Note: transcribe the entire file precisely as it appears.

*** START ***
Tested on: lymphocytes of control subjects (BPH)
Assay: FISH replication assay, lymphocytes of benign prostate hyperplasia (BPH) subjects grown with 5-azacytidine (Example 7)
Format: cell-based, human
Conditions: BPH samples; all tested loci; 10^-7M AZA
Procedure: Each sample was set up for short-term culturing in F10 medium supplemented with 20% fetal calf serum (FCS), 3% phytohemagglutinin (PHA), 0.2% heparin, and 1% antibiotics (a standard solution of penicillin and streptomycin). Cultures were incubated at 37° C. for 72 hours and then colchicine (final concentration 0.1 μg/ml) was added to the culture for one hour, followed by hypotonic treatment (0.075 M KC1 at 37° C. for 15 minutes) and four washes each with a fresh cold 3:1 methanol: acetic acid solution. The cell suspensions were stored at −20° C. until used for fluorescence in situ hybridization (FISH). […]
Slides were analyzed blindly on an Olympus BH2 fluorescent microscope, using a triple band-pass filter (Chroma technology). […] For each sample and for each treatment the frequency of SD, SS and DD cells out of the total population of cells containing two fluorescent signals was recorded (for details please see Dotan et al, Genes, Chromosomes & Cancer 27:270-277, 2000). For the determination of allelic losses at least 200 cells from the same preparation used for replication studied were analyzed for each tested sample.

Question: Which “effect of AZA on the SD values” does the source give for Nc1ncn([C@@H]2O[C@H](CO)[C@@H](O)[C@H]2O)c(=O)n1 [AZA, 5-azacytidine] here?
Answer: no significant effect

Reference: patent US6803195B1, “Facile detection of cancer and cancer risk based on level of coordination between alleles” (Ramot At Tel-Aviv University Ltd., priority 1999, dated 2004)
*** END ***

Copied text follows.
Tested on: lymphocytes of control subjects (BPH)
Assay: FISH replication assay, lymphocytes of benign prostate hyperplasia (BPH) subjects grown with 5-azacytidine (Example 7)
Format: cell-based, human
Conditions: BPH samples; all tested loci; 10^-7M AZA
Procedure: Each sample was set up for short-term culturing in F10 medium supplemented with 20% fetal calf serum (FCS), 3% phytohemagglutinin (PHA), 0.2% heparin, and 1% antibiotics (a standard solution of penicillin and streptomycin). Cultures were incubated at 37° C. for 72 hours and then colchicine (final concentration 0.1 μg/ml) was added to the culture for one hour, followed by hypotonic treatment (0.075 M KC1 at 37° C. for 15 minutes) and four washes each with a fresh cold 3:1 methanol: acetic acid solution. The cell suspensions were stored at −20° C. until used for fluorescence in situ hybridization (FISH). […]
Slides were analyzed blindly on an Olympus BH2 fluorescent microscope, using a triple band-pass filter (Chroma technology). […] For each sample and for each treatment the frequency of SD, SS and DD cells out of the total population of cells containing two fluorescent signals was recorded (for details please see Dotan et al, Genes, Chromosomes & Cancer 27:270-277, 2000). For the determination of allelic losses at least 200 cells from the same preparation used for replication studied were analyzed for each tested sample.

Question: Which “effect of AZA on the SD values” does the source give for Nc1ncn([C@@H]2O[C@H](CO)[C@@H](O)[C@H]2O)c(=O)n1 [AZA, 5-azacytidine] here?
Answer: no significant effect

Reference: patent US6803195B1, “Facile detection of cancer and cancer risk based on level of coordination between alleles” (Ramot At Tel-Aviv University Ltd., priority 1999, dated 2004)